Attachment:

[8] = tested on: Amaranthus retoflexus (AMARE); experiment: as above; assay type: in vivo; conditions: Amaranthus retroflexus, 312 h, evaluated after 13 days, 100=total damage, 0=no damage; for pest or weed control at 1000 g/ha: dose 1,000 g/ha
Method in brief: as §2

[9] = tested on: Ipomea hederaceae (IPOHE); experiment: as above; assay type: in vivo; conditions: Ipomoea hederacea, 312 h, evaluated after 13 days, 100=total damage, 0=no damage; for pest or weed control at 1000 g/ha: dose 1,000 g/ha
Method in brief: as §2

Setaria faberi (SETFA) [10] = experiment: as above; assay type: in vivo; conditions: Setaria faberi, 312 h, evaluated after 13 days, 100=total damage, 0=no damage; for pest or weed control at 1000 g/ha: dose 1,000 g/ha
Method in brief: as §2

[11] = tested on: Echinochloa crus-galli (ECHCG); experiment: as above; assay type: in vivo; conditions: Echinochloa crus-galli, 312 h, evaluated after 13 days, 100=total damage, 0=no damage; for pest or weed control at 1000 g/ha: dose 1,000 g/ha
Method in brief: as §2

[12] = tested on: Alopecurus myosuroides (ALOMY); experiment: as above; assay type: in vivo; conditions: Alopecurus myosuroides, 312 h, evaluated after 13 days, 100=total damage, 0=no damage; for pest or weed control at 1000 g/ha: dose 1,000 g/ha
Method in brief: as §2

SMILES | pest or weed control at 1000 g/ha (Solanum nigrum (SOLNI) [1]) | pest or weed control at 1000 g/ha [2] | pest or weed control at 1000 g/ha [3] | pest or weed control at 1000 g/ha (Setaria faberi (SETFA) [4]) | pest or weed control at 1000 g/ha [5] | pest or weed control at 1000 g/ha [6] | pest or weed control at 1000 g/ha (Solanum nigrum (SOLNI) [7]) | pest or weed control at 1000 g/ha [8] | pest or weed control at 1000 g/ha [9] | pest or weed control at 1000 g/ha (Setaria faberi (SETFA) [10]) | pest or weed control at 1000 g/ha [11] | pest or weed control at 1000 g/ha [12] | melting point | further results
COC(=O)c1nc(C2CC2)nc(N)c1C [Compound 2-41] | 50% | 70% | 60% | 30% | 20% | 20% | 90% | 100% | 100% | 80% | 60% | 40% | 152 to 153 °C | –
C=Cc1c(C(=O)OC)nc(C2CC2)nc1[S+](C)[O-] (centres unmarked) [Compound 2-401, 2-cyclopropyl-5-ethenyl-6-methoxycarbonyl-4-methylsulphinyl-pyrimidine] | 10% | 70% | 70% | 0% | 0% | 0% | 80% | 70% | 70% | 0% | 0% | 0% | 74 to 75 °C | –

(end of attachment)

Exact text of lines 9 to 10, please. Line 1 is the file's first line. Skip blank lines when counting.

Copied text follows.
[12] = tested on: Alopecurus myosuroides (ALOMY); experiment: as above; assay type: in vivo; conditions: Alopecurus myosuroides, 312 h, evaluated after 13 days, 100=total damage, 0=no damage; for pest or weed control at 1000 g/ha: dose 1,000 g/ha
Method in brief: as §2